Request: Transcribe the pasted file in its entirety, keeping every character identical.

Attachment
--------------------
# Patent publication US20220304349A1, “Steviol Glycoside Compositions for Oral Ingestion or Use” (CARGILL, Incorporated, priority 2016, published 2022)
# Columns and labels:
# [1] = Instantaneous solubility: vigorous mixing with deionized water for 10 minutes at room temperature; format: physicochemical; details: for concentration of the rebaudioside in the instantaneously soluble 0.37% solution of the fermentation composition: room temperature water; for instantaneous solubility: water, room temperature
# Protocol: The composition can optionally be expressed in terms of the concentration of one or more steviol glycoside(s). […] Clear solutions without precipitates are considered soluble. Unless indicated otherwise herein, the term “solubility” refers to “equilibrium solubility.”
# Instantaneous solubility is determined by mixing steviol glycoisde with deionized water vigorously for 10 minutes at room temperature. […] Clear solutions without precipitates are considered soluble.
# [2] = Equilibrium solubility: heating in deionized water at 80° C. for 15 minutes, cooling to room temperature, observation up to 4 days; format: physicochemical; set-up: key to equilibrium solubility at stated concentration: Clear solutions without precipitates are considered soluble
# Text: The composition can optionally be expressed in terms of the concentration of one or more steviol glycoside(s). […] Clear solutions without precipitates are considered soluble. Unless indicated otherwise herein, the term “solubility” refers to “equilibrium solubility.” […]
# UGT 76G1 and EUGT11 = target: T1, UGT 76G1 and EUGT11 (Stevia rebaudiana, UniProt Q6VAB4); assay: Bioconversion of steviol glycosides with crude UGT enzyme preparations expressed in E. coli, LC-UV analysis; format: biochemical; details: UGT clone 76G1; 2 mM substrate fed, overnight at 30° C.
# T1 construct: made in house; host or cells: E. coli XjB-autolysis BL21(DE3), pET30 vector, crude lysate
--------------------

# Patent publication US20220304349A1, “Steviol Glycoside Compositions for Oral Ingestion or Use” (CARGILL, Incorporated, priority 2016, published 2022)
# Columns and labels:
# [1] = Instantaneous solubility: vigorous mixing with deionized water for 10 minutes at room temperature; format: physicochemical; details: for concentration of the rebaudioside in the instantaneously soluble 0.37% solution of the fermentation composition: room temperature water; for instantaneous solubility: water, room temperature
# Protocol: The composition can optionally be expressed in terms of the concentration of one or more steviol glycoside(s). […] Clear solutions without precipitates are considered soluble. Unless indicated otherwise herein, the term “solubility” refers to “equilibrium solubility.”
# Instantaneous solubility is determined by mixing steviol glycoisde with deionized water vigorously for 10 minutes at room temperature. […] Clear solutions without precipitates are considered soluble.
# [2] = Equilibrium solubility: heating in deionized water at 80° C. for 15 minutes, cooling to room temperature, observation up to 4 days; format: physicochemical; set-up: key to equilibrium solubility at stated concentration: Clear solutions without precipitates are considered soluble
# Text: The composition can optionally be expressed in terms of the concentration of one or more steviol glycoside(s). […] Clear solutions without precipitates are considered soluble. Unless indicated otherwise herein, the term “solubility” refers to “equilibrium solubility.” […]
# UGT 76G1 and EUGT11 = target: T1, UGT 76G1 and EUGT11 (Stevia rebaudiana, UniProt Q6VAB4); assay: Bioconversion of steviol glycosides with crude UGT enzyme preparations expressed in E. coli, LC-UV analysis; format: biochemical; details: UGT clone 76G1; 2 mM substrate fed, overnight at 30° C.
# T1 construct: made in house; host or cells: E. coli XjB-autolysis BL21(DE3), pET30 vector, crude lysate